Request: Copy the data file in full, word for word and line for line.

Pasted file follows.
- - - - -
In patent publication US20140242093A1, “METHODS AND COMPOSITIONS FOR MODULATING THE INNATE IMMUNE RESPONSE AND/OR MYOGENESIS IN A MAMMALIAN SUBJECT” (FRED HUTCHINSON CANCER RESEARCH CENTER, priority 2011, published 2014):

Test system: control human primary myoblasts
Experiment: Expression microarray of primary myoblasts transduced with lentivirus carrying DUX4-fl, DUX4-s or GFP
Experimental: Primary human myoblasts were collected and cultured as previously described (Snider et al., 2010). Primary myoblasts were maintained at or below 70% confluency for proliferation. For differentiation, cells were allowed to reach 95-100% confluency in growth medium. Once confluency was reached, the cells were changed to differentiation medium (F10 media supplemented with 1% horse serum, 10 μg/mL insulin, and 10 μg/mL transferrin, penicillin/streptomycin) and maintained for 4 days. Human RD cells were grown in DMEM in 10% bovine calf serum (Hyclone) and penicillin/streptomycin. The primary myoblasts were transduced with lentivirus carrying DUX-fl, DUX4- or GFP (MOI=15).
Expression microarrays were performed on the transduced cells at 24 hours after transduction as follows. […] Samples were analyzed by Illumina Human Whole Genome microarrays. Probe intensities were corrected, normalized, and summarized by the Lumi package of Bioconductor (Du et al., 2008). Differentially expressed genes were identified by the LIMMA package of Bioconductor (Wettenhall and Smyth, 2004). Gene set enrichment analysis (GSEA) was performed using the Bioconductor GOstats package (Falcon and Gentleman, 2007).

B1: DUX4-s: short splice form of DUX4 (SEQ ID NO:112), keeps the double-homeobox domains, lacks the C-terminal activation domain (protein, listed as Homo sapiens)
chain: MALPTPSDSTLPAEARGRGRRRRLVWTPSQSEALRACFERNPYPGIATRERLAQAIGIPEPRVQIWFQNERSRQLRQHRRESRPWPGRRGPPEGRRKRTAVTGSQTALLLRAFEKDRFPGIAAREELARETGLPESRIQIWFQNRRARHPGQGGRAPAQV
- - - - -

In patent publication US20140242093A1, “METHODS AND COMPOSITIONS FOR MODULATING THE INNATE IMMUNE RESPONSE AND/OR MYOGENESIS IN A MAMMALIAN SUBJECT” (FRED HUTCHINSON CANCER RESEARCH CENTER, priority 2011, published 2014):

Test system: control human primary myoblasts
Experiment: Expression microarray of primary myoblasts transduced with lentivirus carrying DUX4-fl, DUX4-s or GFP
Experimental: Primary human myoblasts were collected and cultured as previously described (Snider et al., 2010). Primary myoblasts were maintained at or below 70% confluency for proliferation. For differentiation, cells were allowed to reach 95-100% confluency in growth medium. Once confluency was reached, the cells were changed to differentiation medium (F10 media supplemented with 1% horse serum, 10 μg/mL insulin, and 10 μg/mL transferrin, penicillin/streptomycin) and maintained for 4 days. Human RD cells were grown in DMEM in 10% bovine calf serum (Hyclone) and penicillin/streptomycin. The primary myoblasts were transduced with lentivirus carrying DUX-fl, DUX4- or GFP (MOI=15).
Expression microarrays were performed on the transduced cells at 24 hours after transduction as follows. […] Samples were analyzed by Illumina Human Whole Genome microarrays. Probe intensities were corrected, normalized, and summarized by the Lumi package of Bioconductor (Du et al., 2008). Differentially expressed genes were identified by the LIMMA package of Bioconductor (Wettenhall and Smyth, 2004). Gene set enrichment analysis (GSEA) was performed using the Bioconductor GOstats package (Falcon and Gentleman, 2007).

B1: DUX4-s: short splice form of DUX4 (SEQ ID NO:112), keeps the double-homeobox domains, lacks the C-terminal activation domain (protein, listed as Homo sapiens)
chain: MALPTPSDSTLPAEARGRGRRRRLVWTPSQSEALRACFERNPYPGIATRERLAQAIGIPEPRVQIWFQNERSRQLRQHRRESRPWPGRRGPPEGRRKRTAVTGSQTALLLRAFEKDRFPGIAAREELARETGLPESRIQIWFQNRRARHPGQGGRAPAQV